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ABSTRACT: Whereas red blood cell transfusions have been used since the 19th century, plasma has only been available since 1941. It was originally mainly used as volume replacement, mostly during World War II and the Korean War. Over the years, its indication has shifted to correct coagulation factors deficiencies or to prevent bleeding. Currently, it remains a frequent treatment in the intensive care unit, both for critically ill adults and children. However, observational studies have shown that plasma transfusion fail to correct mildly abnormal coagulation tests. Furthermore, recent epidemiological studies have shown that plasma transfusions are associated with an increased morbidity and mortality in critically ill patients. Therefore, plasma, as any other treatment, has to be used when the benefits outweigh the risks. Based on observational data, most experts suggest limiting its use either to massively bleeding patients or bleeding patients who have documented abnormal coagulation tests, and refraining for transfusing plasma to nonbleeding patients whatever their coagulation tests. In this paper, we will review current evidence on plasma transfusions and discuss its indications.
Available from: Da-fang Chen
- "McGrath concluded that TEG MA predicted postoperative thrombotic complications including MI more significantly than the traditional Goldman risk score . However, the accuracy of TEG in predicting thromboembolic events is still in doubt in some studies   . In our study, we documented 36 of the 403 study aged (8.93%) as exhibiting a hypercoagulable state or borderline TEG results. "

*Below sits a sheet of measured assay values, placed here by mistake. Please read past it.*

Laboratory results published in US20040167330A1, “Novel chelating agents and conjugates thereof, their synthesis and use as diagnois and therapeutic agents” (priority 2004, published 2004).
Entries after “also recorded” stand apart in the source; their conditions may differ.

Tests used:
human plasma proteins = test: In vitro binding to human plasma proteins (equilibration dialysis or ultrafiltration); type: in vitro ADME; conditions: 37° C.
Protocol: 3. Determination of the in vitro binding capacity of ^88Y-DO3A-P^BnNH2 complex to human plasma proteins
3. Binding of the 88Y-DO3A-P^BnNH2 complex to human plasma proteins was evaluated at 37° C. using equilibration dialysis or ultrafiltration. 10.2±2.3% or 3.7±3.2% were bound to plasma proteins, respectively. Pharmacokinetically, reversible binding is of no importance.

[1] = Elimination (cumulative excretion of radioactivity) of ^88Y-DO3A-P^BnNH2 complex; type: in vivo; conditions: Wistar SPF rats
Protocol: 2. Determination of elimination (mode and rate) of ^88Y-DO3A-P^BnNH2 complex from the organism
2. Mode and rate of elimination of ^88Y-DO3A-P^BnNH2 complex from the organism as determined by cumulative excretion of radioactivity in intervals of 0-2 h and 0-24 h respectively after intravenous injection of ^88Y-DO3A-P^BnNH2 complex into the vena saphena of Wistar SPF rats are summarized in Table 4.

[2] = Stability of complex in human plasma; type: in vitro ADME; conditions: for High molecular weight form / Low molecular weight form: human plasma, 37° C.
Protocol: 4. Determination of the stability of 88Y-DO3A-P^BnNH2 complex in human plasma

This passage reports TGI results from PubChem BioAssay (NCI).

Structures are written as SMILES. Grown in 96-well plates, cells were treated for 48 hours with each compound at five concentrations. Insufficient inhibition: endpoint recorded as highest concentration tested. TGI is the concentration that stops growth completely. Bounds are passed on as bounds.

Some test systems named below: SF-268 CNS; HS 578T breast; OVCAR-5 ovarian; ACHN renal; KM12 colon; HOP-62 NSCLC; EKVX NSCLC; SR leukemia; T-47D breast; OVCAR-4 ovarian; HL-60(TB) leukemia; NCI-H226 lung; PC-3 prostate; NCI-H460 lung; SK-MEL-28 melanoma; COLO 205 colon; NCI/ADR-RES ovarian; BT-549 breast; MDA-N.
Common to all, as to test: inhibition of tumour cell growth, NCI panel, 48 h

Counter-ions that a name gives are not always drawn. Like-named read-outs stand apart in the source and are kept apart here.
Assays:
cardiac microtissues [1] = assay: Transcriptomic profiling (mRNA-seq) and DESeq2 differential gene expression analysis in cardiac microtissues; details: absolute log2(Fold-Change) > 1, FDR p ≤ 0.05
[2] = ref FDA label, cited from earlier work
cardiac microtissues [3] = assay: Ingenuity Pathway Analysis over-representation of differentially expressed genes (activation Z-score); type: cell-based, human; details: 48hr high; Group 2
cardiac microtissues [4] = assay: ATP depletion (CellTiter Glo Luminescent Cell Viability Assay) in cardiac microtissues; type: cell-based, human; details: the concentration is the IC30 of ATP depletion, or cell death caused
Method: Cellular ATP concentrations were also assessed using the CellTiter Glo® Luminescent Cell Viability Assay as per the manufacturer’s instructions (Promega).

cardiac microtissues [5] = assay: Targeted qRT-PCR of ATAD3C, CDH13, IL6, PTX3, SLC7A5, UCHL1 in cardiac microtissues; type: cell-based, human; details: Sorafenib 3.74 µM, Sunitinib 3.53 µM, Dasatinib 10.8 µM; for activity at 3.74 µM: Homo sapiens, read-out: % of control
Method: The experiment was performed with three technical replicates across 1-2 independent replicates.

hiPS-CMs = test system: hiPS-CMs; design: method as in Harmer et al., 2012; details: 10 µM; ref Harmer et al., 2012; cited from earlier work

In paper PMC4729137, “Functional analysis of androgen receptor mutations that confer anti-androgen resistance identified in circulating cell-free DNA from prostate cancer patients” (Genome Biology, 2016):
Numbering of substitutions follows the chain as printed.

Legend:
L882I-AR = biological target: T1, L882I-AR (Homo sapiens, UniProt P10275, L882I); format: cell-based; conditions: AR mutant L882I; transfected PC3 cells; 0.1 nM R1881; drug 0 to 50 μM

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ABSTRACT: This study was designed to obtain the knowledge about TEG indexes distribution in Chinese aged people, as well as to test the hypothesis that previous TEG indexes are associated with the subsequent thromboembolic and bleeding events in the aged population.
We conducted a two-year follow-up study in Chinese PLA General Hospital, Beijing, China. 403 aged people were enrolled in our study. They received TEG measurements at least once when they entered this study. We collected their demographical characteristics, clinical examination information and their outcome during their observational period. Structural equation modeling (SEM) was used to analyze the relationship between the four indexes from TEG and the outcome via a pathway of indicator.
We found that in the "model of bleeding" (adjusted by confounding of Anticoagulants), the model fit indices with chi-square/df = 9.555/7, CFI was 0.997, TLI was 0.994 and standardized root mean square residual (SRMR) was 0.034; while in the "model of thromboembolic events" (adjusted by confounding of Anticoagulants), the model fit indices with chi-square/df = 6.070/7, CFI was1.000, TLI was 1.002 and standardized root mean square residual (SRMR) was 0.000. The "model of thromboembolic events" showed that the four indexes (R, K, MA and ANGLE) were all significantly associated with thromboembolic events, while this significance was not found in the "model of bleeding".
Previous TEG indexes are significantly associated with the subsequent thromboembolic events in the aged population. Future study can test this association and provide more information for the clinical use.